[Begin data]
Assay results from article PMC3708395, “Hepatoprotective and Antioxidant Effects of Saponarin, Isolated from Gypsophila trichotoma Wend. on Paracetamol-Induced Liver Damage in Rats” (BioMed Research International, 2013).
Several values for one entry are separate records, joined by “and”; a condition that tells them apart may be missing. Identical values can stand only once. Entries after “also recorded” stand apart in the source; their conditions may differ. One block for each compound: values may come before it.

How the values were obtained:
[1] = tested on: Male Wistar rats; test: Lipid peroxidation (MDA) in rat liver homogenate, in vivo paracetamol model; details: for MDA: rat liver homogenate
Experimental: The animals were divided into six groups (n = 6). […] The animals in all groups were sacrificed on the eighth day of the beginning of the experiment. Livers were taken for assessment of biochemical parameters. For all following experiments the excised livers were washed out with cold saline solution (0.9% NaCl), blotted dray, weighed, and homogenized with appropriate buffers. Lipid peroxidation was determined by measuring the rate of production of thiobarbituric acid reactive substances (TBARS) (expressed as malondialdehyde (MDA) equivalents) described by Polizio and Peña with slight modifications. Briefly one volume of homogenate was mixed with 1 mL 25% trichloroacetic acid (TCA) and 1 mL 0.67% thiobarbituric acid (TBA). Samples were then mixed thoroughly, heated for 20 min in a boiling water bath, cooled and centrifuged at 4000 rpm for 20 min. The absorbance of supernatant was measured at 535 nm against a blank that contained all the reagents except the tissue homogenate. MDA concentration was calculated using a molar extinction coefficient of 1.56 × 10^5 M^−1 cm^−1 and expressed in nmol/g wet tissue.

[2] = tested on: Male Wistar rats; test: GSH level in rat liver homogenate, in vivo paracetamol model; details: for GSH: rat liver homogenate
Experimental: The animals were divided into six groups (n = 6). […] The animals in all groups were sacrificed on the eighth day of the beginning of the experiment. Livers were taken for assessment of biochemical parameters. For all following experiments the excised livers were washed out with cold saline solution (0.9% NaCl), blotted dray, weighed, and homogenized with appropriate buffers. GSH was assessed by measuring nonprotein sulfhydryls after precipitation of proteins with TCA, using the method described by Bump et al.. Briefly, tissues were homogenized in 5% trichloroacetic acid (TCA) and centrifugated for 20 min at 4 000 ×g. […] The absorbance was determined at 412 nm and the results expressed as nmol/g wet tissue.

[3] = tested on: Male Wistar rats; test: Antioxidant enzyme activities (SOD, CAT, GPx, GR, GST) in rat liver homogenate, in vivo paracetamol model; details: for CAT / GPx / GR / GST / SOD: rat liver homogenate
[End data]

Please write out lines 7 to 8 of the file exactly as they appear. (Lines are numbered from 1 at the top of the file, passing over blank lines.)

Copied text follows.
Experimental: The animals were divided into six groups (n = 6). […] The animals in all groups were sacrificed on the eighth day of the beginning of the experiment. Livers were taken for assessment of biochemical parameters. For all following experiments the excised livers were washed out with cold saline solution (0.9% NaCl), blotted dray, weighed, and homogenized with appropriate buffers. GSH was assessed by measuring nonprotein sulfhydryls after precipitation of proteins with TCA, using the method described by Bump et al.. Briefly, tissues were homogenized in 5% trichloroacetic acid (TCA) and centrifugated for 20 min at 4 000 ×g. […] The absorbance was determined at 412 nm and the results expressed as nmol/g wet tissue.

[3] = tested on: Male Wistar rats; test: Antioxidant enzyme activities (SOD, CAT, GPx, GR, GST) in rat liver homogenate, in vivo paracetamol model; details: for CAT / GPx / GR / GST / SOD: rat liver homogenate